Preview: Thursday 27 June
28 June 2019 – 7 September 2019
White Cube Mason's Yard
White Cube Mason’s Yard is pleased to present an exhibition of new and recent works by Jeff Wall, a number of which strike out in new directions for the artist.
Recovery (2017-18) depicts a seaside park on a bright summer afternoon. It appears to be a photograph of a painting executed in a flat decorative style, featuring bright colours and minimal detail while retaining the concreteness of a specific moment in time. In the foreground a seated figure, partly photographic and partly painted, gazes out of the picture. Could it be that this image is of a blissful, fleeting vision occasioned by the young man’s recovery from some, happily short-lived, misfortune? Recovery recalls Wall’s earlier forays into the hallucinatory, including Dead Troops Talk (1992) and The Flooded Grave (2000).
While Recovery appears to momentarily halt time, time itself becomes a tool in the triptych I giardini / The Gardens (2017) which, for the first time in Wall’s oeuvre, presents a narrative that develops chronologically. The three images - individually titled Appunto / Complaint, Disappunto / Denial, and Diffida / Expulsion - trace the relationship between either two or four characters, across three moments. Figures appear as doubles in different modes and registers, as the drama plays out in the three distinct garden spaces. Procedures of doubling, or near doubling, of subject and image are also used in the diptych Pair of Interiors (2018), in which each panel presents a couple in a lamp-lit living room. Here, however, there is no ‘before and after’ dialogue between the images, and the relationship between the couple (or couples) is suspended in time.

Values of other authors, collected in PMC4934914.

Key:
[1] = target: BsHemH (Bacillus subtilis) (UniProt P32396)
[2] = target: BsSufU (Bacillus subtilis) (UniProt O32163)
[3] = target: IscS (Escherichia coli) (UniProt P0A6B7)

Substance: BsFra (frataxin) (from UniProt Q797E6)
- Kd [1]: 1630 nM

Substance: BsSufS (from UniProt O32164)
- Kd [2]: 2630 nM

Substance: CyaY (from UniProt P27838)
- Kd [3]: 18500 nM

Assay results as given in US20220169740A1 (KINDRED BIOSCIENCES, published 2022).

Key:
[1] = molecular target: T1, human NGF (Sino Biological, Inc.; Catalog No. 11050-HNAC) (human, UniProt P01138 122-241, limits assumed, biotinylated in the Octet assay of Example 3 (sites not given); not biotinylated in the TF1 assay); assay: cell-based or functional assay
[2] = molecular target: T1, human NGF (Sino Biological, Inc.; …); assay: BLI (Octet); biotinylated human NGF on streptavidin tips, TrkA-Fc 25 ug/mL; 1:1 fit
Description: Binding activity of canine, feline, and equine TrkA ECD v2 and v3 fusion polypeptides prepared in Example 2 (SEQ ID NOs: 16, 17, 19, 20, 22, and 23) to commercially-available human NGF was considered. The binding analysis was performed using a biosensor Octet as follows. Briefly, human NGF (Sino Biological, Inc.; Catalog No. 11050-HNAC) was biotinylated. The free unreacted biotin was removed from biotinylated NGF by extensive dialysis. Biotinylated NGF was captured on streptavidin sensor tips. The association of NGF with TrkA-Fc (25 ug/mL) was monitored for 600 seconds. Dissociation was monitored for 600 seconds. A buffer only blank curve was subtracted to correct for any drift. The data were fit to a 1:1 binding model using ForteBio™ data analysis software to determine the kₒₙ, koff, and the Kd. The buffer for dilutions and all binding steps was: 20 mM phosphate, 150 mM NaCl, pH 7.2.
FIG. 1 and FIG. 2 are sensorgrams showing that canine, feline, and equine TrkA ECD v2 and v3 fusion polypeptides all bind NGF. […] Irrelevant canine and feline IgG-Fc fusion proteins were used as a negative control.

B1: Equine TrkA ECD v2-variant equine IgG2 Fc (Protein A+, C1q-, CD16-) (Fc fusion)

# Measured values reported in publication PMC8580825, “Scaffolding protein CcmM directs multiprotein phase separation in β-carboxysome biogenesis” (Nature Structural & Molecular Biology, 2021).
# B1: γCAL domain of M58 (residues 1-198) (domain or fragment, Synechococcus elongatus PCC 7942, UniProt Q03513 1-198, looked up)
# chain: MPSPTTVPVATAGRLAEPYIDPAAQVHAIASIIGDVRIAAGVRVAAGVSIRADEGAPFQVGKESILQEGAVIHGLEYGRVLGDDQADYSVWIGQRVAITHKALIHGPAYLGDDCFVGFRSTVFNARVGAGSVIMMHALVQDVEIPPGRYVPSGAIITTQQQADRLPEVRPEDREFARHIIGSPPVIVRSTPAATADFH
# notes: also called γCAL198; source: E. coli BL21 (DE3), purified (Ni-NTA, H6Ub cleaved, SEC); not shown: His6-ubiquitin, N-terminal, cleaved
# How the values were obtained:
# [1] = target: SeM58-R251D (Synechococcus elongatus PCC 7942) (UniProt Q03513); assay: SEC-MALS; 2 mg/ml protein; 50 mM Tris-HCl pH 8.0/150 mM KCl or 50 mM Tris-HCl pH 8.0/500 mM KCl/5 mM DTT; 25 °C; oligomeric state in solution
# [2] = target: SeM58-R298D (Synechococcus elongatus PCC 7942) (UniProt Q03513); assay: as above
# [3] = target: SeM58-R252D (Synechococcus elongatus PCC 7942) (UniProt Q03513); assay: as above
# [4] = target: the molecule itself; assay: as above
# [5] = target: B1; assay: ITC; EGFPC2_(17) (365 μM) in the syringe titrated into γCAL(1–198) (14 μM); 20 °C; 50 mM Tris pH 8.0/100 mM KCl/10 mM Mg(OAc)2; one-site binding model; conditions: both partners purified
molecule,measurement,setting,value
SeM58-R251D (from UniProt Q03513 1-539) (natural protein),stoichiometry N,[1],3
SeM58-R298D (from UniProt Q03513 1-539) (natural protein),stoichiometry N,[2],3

Parent child (2018) offers another sunny summer day, this time the scene is of a sidewalk in a suburban shopping district. A man gazes down at a little girl who has decided - for reasons of her own - to lie down on the presumably warm, clean and inviting sidewalk. Neither she nor her guardian shows any signs of frustration or impatience. Parent child has the relation to street photography that Wall has developed over the past decades; a contemplation of its effects by means of pictorial construction or reconstruction, a mode he calls ‘near documentary’.
Wall’s most recent black-and-white picture, Weightlifter (2015), can equally be considered as ‘near documentary’, or even possibly as documentary photography pure and simple. The lifting of heavy objects recalls the most archaic forms of labour and the permanent subjection of life to the force of gravity. The sport of weightlifting enacts that archaism, detached from any practical purpose and absorbed in private ambition.
Another rapt child appears in Mother of pearl (2016), this time located in a room filled with antique furniture and tasteful keepsakes. She seems fascinated by the iridescence of a set of old game-counters fashioned from mother of pearl, which lends the picture its title, and transported by her imagination as perhaps only children can be.
Three older landscape pictures, two of which are exhibited in London for the first time, are brought together in the ground floor gallery. Hillside near Ragusa was made in the autumn of 2007 near this Sicilian city. Wall was captivated by the remains of old stone walls that criss-cross the hills of the island, and he travelled there specifically to make pictures of them. Hillside is a documentary contemplation of a place simultaneously marked by antiquity and modernity.
Daybreak (on an olive farm / Negev Desert / Israel) was made in 2011, when Wall visited Israel as a participant in a project that invited a number of foreign photographers to the country. He discovered the subject by accident, while in the process of touring other aspects of the desert area. Olive harvest workers, who routinely sleep in the open, are shown at daybreak just before they awake and begin their workday. Wall was inspired by the coincidence of the serene olive grove and the large prison complex just beyond it. The Bedouin harvesters sleeping in the open not far from thousands who sleep in storied cells underground - a coincidence that seems to well up out of the depths of Israel’s intensely complex political landscape.
Property line (2015) was made in California City, a city speculative planned in the 1960s, and intended for a community of hundreds of thousands, complete with roads, water services and lot divisions. The population never materialised, bankrupting the original investors, but exists with a population of 14,000. Lots are still bought and sold in the uninhabited neighbourhoods, and from time to time, the services of surveyors are still called upon.